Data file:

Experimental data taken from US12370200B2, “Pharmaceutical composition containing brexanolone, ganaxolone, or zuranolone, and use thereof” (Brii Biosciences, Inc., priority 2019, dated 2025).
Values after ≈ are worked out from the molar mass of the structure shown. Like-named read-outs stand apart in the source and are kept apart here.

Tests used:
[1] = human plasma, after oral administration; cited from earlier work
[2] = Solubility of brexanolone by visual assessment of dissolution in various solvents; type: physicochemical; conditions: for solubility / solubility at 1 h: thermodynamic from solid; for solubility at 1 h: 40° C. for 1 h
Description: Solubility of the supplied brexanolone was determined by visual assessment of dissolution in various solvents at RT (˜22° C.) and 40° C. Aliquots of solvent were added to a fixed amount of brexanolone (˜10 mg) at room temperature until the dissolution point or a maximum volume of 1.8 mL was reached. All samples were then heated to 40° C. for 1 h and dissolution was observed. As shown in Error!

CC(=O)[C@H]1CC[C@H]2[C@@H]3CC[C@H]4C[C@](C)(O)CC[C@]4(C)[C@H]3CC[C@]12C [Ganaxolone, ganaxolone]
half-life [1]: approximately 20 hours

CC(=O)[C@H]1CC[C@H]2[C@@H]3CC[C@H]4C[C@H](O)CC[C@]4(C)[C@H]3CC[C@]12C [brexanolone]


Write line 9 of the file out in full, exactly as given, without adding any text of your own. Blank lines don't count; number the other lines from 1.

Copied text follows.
CC(=O)[C@H]1CC[C@H]2[C@@H]3CC[C@H]4C[C@H](O)CC[C@]4(C)[C@H]3CC[C@]12C [brexanolone]